Geology of the Red Dog Mine

Red Dog is a Mississippian to Permian aged sulfide deposit located in the western Brooks Range north of Kotzebue, Alaska. It belongs in the family of black shale hosted sedimentary exhalite deposits but lacks classic sulfide sedimentary textures. Pervasive silicification, and a significant portion of the mineralization, is replacement in nature. An extensive feeder vein system cuts the footwall and the exhalite package. A Jurassic to Cretaceous age compressional event has repeated the ore section through thrust faulting and folding. The orebody contains 77,000,000 metric tons averaging 17.1% Zn, 5.0% Pb and 82 g per metric ton of Ag. Weathering has locally altered the sulfides to sulfates and formed elemental sulfur.

The Operation

An open pit is used with an expected annual production of 1,506,088 metric tons of ore per year. The overall strip ratio is 0.9 to 1.0 waste to ore.

Benches are 7.6m high with pit slopes of 1 to l in ore decreasing to 2 to 1 in waste. Expansion of the pit will ultimately require the diverting of Red Dog Creek.

Because of the high grade and low stripping ratio the mine’s tonnages and the equipment fleet are relatively small. Two Driltech D40K blast hole drills are used

Inductive Electrostatic Gradiometry IESG

IESG is an inexpensive but valuable component of our interdisciplinary integrated effort to discover and to understand hydrothermal convective plumbing systems, with originally hot, reducing, upward-flowing components yielding present negative IESG anomalies, and with originally cold, oxidizing, downward-flowing components yielding present positive IESG anomalies. This technique should facilitate the meaningful sampling of subtle Carlin-type invisible gold deposits, in another region (Basin and Range) of rift-related ores.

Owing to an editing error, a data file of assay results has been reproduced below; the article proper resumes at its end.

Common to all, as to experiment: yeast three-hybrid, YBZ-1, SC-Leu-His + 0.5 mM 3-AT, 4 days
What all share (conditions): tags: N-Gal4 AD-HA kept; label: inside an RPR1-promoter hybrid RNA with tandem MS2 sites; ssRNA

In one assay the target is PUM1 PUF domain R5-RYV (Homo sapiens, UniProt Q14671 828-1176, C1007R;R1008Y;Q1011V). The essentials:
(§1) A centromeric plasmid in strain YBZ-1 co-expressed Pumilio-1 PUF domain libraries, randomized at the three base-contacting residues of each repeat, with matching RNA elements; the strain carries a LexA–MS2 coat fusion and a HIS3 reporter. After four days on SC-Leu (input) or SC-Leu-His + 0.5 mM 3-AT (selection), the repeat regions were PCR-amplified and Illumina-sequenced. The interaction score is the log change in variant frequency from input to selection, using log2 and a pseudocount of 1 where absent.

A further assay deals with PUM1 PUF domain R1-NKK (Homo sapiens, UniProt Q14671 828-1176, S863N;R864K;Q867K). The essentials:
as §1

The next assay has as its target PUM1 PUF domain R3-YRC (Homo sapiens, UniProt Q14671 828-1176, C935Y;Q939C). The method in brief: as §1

IESG Empirically Learned and Tested

Literature perusal revealed a wide spectrum of explanations including the religious, irreligious, psychic, and physical, but none seemed to correlate with all the observations which I had already made at mines. The most promising approaches appeared to be in classical physics, with some aspect of magnetism, electromagnetism, or electricity.

In 1949 in a major tome on dowsing, Tromp showed that a moving human body is comparable to a moving electrically charged body, and that as such a body approaches a conductor, capacitance increases and human skin potentials decrease. Also, Tromp suggested that the moving human is a charge in motion (a current) which therefore creates a magnetic field. In 1968, Tromp reported on the correlation between magnetic fields and cardiograph (human skin potential) readings. He also showed dowsing reactions in

Carlin Trend Hydrogeology

Gold extraction along the Carlin trend requires large withdrawals of ground water, which can be perched, unconfined at shallow depth, and (or) confined at depth. Five hydrogeologic units—Quaternary basin-fill sediments, Tertiary basin-fill sediments and sedimentary rocks, Tertiary volcanic rocks, Devonian to Ordovician siltstones, and Devonian to Ordovician carbonate rocks—form the framework for two aquifer systems that discharge along some reaches of the Humboldt River and its tributaries and are recharged by streamflow along other reaches. Groundwater withdrawals eventually could affect these stream-aquifer interactions.

Regional and Hydrogeologic Setting

Active gold mines along the Carlin trend are in three large areas tributary to the Humboldt River. The South Fork of the Humboldt River and its tributaries drain a large area south of the river (hereafter called the South Fork area). Two large areas north of the Humboldt River are drained by Maggie, Marys, and Susie Creeks east of the Tuscarora Mountains (the Maggie Creek area) and by Boulder Creek on the west side of the mountains (the Boulder Flat area).

hydrogeologic setting stratigraphic

hydrogeologic setting map

A fraction of high-altitude precipitation in mountainous areas (1,800-3,400 m above sea level)

Mineral Titles Online MTO BC

Using this summary page you can locate Geological Maps from the MTO Online service in British Columbia to acquire Mineral Titles, Mining Claims.